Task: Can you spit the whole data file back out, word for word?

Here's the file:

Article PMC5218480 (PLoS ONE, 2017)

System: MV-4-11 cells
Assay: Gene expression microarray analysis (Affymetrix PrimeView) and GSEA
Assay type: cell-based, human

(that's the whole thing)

Article PMC5218480 (PLoS ONE, 2017)

System: MV-4-11 cells
Assay: Gene expression microarray analysis (Affymetrix PrimeView) and GSEA
Assay type: cell-based, human